Also a big YAY for the clarinetist in the house, and I hope s/he has got to that happy place where it is fun to play!
Lifer wrote: “our lifestyle seems to be undermining our public engagement.”
I would say that our fixation on the very technology that you mention is greatly to blame for our current lack of public engagement, and also for our lack of private interaction. If we are more likely to stare at our devices than to converse face-to-face with the person across the dinner table, how likely are we to actively engage in the political process with a group of people?
True, Tutta, there is a lot to criticize about technology overuse. Given the reality of limited time all of us experience, for whatever reason, technology is an aide. It will never replace personal interaction – in either quality or substance. I watch our children who lead successful professional and personal lives struggle with exactly the scenario Lifer presents in his post. It’s all they can do to meet the work/family obligations that must be tended much less find time for political involvement. But they do have opinions in that area that they take with them into the voting booth. I am sorry that their lives are so fast-paced – every minute accounted for. That is a modern cultural condition that I think is even more harmful than hyper-technology even though they try so hard to do it all well.
Public engagement in the political arena is not for everyone. It’s why Lifer may be more valuable to the process as a writer than as a candidate – at this point in his life. We each have specific talents. You probably “rise to the occasion” on issues you feel strongly about and thus attend a meeting or two but may elect not to engage. That was never an issue for me ( being one of six children helped me avoid shyness). I always enjoyed the process but it’s not for everyone. Lifer’s point is there are many ways to be involved (this blog is one – and important) and different points in one’s life where we choose to do so.
If it’s an issue that directly impacts you personally, your work, or your family, most make the personal commitment. Ex. Our children attended public schools and their school district was drawn in such a way as to essentially kill the vibrant high school within it. The zoning was purely political – lots of envy as well as interest in some of the football talent coming up (!!). I got involved because it was impacting honors class opportunities for our children due to dwindling enrollment. That was a fight I willingly took on – and, ultimately won – not because I was so powerful or smart – but because the issue was real personal and it had a direct bearing on our childrens’ educational futures. Many other children were also being affected and we worked within the political process to bring about change. (There is nothing like righteous indignation and messing with one’s children to rally the troops.) That effort did lead to other political activity but the impetus was family. It taught me a lot about the importance of getting involved and where I could be most effective.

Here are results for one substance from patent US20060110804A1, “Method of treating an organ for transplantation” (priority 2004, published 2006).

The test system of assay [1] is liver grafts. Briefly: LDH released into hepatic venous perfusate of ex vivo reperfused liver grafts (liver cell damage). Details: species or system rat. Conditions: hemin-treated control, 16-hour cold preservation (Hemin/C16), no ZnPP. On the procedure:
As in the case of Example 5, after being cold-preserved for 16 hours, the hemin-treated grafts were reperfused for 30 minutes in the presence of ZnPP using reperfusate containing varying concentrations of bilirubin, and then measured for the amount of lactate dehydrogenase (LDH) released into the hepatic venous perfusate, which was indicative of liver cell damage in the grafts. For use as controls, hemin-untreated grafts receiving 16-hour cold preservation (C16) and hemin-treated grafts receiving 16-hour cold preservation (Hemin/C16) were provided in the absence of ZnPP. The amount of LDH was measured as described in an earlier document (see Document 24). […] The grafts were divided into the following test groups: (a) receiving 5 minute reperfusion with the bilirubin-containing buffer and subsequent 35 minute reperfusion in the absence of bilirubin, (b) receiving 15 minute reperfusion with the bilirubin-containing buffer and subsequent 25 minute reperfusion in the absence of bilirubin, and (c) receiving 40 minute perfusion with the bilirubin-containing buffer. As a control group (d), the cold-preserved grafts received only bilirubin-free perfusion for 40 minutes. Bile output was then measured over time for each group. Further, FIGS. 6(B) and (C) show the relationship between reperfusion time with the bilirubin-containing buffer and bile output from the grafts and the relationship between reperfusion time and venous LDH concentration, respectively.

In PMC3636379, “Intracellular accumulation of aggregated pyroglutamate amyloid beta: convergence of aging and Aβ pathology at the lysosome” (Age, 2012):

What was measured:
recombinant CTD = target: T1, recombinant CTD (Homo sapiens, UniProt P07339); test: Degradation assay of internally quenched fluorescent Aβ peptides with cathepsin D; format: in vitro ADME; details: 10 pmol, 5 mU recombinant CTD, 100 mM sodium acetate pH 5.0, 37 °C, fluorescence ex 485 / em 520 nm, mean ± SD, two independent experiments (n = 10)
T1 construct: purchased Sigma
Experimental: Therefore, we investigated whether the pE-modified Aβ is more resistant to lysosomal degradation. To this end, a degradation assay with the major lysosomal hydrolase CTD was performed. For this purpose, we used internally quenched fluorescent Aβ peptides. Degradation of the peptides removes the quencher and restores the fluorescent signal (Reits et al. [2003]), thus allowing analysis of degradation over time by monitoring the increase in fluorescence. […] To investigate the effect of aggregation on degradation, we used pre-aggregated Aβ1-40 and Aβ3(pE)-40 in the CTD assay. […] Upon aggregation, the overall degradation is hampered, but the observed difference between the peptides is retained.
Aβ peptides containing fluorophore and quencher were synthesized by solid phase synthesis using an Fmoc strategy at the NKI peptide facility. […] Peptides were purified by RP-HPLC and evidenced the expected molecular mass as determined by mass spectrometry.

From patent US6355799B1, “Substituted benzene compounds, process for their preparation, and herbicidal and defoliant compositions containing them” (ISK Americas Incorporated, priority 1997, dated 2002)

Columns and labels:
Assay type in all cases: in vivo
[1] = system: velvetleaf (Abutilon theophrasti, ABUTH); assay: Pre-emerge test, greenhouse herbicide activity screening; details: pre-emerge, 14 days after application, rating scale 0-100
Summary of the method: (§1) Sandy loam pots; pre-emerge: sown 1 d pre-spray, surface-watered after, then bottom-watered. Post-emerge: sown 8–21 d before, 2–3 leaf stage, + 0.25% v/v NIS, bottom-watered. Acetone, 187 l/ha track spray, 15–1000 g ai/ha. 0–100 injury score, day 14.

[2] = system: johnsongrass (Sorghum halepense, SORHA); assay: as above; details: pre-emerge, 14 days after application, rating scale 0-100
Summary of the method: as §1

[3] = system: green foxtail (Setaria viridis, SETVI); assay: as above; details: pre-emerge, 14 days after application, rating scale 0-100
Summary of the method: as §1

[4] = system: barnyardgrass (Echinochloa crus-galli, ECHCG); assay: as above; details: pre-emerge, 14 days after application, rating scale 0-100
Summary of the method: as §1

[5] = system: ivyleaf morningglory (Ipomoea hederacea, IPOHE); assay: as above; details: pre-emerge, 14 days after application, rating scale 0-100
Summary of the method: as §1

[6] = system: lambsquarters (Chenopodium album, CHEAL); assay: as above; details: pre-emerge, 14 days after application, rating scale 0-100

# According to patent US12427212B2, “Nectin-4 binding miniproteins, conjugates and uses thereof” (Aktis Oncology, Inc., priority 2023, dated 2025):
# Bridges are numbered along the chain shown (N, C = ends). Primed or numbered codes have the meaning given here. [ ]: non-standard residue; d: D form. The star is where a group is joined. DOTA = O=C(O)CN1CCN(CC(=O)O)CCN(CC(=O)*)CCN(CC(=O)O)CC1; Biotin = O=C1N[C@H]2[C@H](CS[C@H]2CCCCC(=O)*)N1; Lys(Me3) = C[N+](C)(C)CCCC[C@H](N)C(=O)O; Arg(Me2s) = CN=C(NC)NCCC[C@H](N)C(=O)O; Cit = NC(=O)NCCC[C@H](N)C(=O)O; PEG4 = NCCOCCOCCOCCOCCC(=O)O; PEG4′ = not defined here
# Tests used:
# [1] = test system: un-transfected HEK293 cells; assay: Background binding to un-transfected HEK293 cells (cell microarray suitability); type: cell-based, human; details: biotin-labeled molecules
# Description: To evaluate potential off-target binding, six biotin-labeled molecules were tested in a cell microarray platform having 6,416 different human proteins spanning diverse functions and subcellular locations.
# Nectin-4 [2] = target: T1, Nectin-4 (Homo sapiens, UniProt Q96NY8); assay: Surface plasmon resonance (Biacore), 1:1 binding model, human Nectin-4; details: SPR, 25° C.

You probably have experienced similar situations but are very selective with your efforts. We all bring different personalities and skill sets to life. I’m sure I couldn’t come close to your achievements in other areas or that of many others who post here.
Using technology to become better informed is a necessity for all generations. It saves time. Reading widely (if one has “time”) helps one make better choices through better understanding of the issues and candidates/public servants positions/actions. Being aware of the beliefs and opinions of other well informed, committed individuals who espouse different views is important to keep one from the “FOX/MSNBC” tunnel view. (GOPlifer.com) Teaching our children and grandchildren the basic tenets of Democracy gives them a “head start”. Responsible involvement is a great teacher. As Lifer notes in his book, there is no substitute for direct, active involvement, as the flawed TP certainly has proven. Participation at the local political level is a terrific instructor on how government works, or not. Since national candidates so often spring from local political offices, this offers a great opportunity to learn and impact change, at the same time influence who some of the future larger scale political players will be. At the very least, you better understand the process.
My local political involvement over many years taught me lessons that will forever temper my personal expectations and appreciation for the difficulty and opportunities of political engagement. It doesn’t require that one seek elected office; rather, it can be through your PTA, community organization, non-profit, Chamber, Men’s and Women’s Groups, local political parties. This is where the individual has the best opportunity to learn how the process works and to work within the process to effect change.
But, all of this does take time – the commodity that many lack. Pick and choose wisely.
It’s not just a question of time, Mime, but you also have to be a people person in order to interact within community organizations. Some of us are just not “people people.” Also, I dislike discussions about politics, since they usually end acrimoniously. Personally, I will have to settle for “reading widely” and just injecting the occasional observation from time to time.
Thank you, and good night! 🙂